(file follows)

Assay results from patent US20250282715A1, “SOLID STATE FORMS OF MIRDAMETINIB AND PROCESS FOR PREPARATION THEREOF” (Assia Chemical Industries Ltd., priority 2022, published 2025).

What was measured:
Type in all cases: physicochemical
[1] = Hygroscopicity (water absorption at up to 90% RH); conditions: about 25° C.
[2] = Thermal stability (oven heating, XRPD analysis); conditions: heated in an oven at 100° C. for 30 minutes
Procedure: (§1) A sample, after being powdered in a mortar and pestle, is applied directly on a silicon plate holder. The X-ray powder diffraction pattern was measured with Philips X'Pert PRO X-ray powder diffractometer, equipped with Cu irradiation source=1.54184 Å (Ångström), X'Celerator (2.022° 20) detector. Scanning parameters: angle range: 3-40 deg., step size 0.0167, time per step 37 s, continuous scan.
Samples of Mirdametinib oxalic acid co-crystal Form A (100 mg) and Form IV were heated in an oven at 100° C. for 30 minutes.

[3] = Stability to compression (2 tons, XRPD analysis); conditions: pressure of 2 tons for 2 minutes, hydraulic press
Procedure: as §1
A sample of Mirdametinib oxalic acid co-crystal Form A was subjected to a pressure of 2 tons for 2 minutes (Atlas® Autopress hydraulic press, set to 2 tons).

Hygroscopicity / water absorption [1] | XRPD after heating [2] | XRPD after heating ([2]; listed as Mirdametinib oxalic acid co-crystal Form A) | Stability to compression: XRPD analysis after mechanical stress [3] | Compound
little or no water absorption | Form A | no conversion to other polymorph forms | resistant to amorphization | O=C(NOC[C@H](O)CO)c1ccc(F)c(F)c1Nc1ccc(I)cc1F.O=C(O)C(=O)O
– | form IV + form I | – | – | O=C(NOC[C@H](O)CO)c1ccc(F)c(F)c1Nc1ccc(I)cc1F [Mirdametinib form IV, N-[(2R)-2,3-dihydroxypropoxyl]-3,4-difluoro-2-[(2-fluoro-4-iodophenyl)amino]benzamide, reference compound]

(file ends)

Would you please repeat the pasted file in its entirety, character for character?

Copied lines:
Assay results from patent US20250282715A1, “SOLID STATE FORMS OF MIRDAMETINIB AND PROCESS FOR PREPARATION THEREOF” (Assia Chemical Industries Ltd., priority 2022, published 2025).

What was measured:
Type in all cases: physicochemical
[1] = Hygroscopicity (water absorption at up to 90% RH); conditions: about 25° C.
[2] = Thermal stability (oven heating, XRPD analysis); conditions: heated in an oven at 100° C. for 30 minutes
Procedure: (§1) A sample, after being powdered in a mortar and pestle, is applied directly on a silicon plate holder. The X-ray powder diffraction pattern was measured with Philips X'Pert PRO X-ray powder diffractometer, equipped with Cu irradiation source=1.54184 Å (Ångström), X'Celerator (2.022° 20) detector. Scanning parameters: angle range: 3-40 deg., step size 0.0167, time per step 37 s, continuous scan.
Samples of Mirdametinib oxalic acid co-crystal Form A (100 mg) and Form IV were heated in an oven at 100° C. for 30 minutes.

[3] = Stability to compression (2 tons, XRPD analysis); conditions: pressure of 2 tons for 2 minutes, hydraulic press
Procedure: as §1
A sample of Mirdametinib oxalic acid co-crystal Form A was subjected to a pressure of 2 tons for 2 minutes (Atlas® Autopress hydraulic press, set to 2 tons).

Hygroscopicity / water absorption [1] | XRPD after heating [2] | XRPD after heating ([2]; listed as Mirdametinib oxalic acid co-crystal Form A) | Stability to compression: XRPD analysis after mechanical stress [3] | Compound
little or no water absorption | Form A | no conversion to other polymorph forms | resistant to amorphization | O=C(NOC[C@H](O)CO)c1ccc(F)c(F)c1Nc1ccc(I)cc1F.O=C(O)C(=O)O
– | form IV + form I | – | – | O=C(NOC[C@H](O)CO)c1ccc(F)c(F)c1Nc1ccc(I)cc1F [Mirdametinib form IV, N-[(2R)-2,3-dihydroxypropoxyl]-3,4-difluoro-2-[(2-fluoro-4-iodophenyl)amino]benzamide, reference compound]